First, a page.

Q.-An iceberg floats with one milthe study. he begins to put his new lion tons of ice above the water line; how knowledge to work. To what extent he many tons are below the water line? can go wrong, is shown by the following
A.-The iceberg Aoats on top because specimens of examination answers. These
it is lighter, hence no tons are below the answers were taken from fifty or more
water line. Another reason is that an examination papers written by first year
iceberg cannot exceed one million tons students, on acoustics, light, and heat. Of
in weight; hence if this much is above course, no one paper contained all the
water, none is below. Ice is exceptional blunders; and in fact, many of the papers
to all other bodies except bismuth. All were practically perfect.
other bodies have one thousand and 9.-What are the conditions favorable
ninety feet below the surface and two for the formation of dew?
feet extra for every degree centigrade. If it were not for this, all fish would die,
P. S. When I say one thousand and A.—A body of gas as it ascends, ex
ninety feet, I mean one thousand and pands, cools, and deposits moisture; so if
ninety feet per second. you walk up hill the body of gas inside you expands, gives its heat to you, and Q.—How has the velocity of light . deposits its moisture in the form of dew been measured? or common swet. Hense these are the favorable conditions; moreover, it ex A.—An atheistic scientist (falsely soplains why. you get warm by ascending called) tried experiments on the staela hill, in opposition to the well-known lites of Jupiter. He found that he could law of the conservation of energy.
delay the eclipse sixteen minutes by
going to the other side of the earths would be a perfect vacuum. The ball orbit; in fact, he found he could make would then bust, but you would not be the eclipse happen when he liked by sim- aware of the fact on account of the loudply shifting his position. Finding that ness of a sound varying with the density credit was given him for determining the of the place in which it was generated, velocity of light, by this means, he re- and not on that on which it is heard. peated it so often that the calendar began to get seriously wrong and there were 0.—Why do water pipes burst in cold riots, and Pope Gregory had to set things weather? right.
A.—People who have not studied Q.—How would you disprove, experi- acoustice think that Thor burst the inentally, the assertion that white light pipes, but we know that it is nothing of passing through a piece of colored glass the kind for Proffessor Tyndall has burst acquires color from the glass? What is the mythologies and has tought us that it that really happens?
it is the natural behavior of water (and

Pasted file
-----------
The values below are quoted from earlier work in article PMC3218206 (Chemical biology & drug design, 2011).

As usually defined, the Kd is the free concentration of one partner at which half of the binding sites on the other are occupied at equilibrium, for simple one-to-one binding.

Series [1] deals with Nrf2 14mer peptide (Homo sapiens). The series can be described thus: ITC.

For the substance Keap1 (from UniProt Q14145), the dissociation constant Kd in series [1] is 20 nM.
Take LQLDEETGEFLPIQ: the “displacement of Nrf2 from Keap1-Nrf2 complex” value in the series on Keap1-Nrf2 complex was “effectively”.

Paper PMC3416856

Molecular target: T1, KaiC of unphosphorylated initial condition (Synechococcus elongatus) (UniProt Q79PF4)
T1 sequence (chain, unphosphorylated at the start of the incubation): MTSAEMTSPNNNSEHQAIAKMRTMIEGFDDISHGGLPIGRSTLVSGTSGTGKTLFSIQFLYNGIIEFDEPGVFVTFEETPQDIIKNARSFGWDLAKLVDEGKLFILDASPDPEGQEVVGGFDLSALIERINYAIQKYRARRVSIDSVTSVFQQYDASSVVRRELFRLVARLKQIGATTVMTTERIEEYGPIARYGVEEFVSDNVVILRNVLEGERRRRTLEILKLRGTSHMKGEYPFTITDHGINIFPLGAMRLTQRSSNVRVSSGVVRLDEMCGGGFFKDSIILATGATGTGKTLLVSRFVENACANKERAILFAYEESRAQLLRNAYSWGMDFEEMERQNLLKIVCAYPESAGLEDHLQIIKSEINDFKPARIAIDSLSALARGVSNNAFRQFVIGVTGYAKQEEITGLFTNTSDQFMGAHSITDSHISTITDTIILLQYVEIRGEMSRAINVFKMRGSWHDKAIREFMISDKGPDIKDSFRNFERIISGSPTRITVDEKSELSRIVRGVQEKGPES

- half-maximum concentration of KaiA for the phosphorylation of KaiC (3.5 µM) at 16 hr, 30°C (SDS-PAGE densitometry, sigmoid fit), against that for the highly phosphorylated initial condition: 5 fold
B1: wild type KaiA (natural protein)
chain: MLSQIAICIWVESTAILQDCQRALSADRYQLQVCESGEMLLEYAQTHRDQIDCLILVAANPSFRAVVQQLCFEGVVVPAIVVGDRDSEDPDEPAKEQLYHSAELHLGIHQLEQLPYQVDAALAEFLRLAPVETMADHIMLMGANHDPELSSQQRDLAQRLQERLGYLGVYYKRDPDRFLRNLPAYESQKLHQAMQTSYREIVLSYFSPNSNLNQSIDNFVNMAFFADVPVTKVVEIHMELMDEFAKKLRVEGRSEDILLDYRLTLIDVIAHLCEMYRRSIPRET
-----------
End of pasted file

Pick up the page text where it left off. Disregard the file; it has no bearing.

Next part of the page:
bismuth) without which all fish would A.—To disprove the assertion that die and the earth would be in an iron “white light passing through a piece of grip. glass acquires color from the glass," I would ask the gentleman to observe that Q.—What is the difference between a the glass has just as much color after the "real" and a "virtual” image? Give a light has gone through as it had before. drawing showing the formation of one of That is what really would happen. each kind.
0.-A hollow india rubber ball full of A.—You see a real image every mornair is suspended on one arm of a balance ing when you shave. You do not see a and weighed in the air. The whole is virtual image at all. The only people then covered by the receiver of an air- who see virtual images are those who pump. Explain what will happen as the are not quite right. Vertual images are air in the receiver is exhausted.
those things which do not exist. I cannot
give you a reliable drawing of a virtual A.—The ball would expand and en image, because I never saw one. tirely fill the vessel, driving out all before it. The balance being of greater density It is interesting to analyze these anthan the rest would be the last to go, but swers of blundering students, and enin the end its inertia would be overcome deavor to discover by what mental proand all would be expelled, and there cess they arrived at their conclusions.
NE of the most interesting places. The
nteresting places The little town from which the region in America is the Cobalt mining is named, is not yet two years old, and district in northern Ontario —
yet it contains, besides its transient popinteresting on account of the ulation, some two or three thousand inwonderful richness of its mineral wealth,
habitants, and is, to say the least, unique as well as the peculiarly rapid growth
in its appearance-a city of shacks, huts, of Cobalt and the adjacent mining towns.
and tents mingled in delightful confusion, with here and there a sprinkling of modern houses, theaters, banks, and hotels, to give it an up-to-date appearance, the sign of civilization in the wilderness.
To reach Cobalt, on leaving North Bay, a junction point of the Grand Trunk and Canadian Pacific railroads, on the northern shore of Lake Nipissing. you pass through a hundred miles and more of wilderness, forest, rock, lake, and stream, with nowhere a clearing, and
seldom a human habitation. In the fall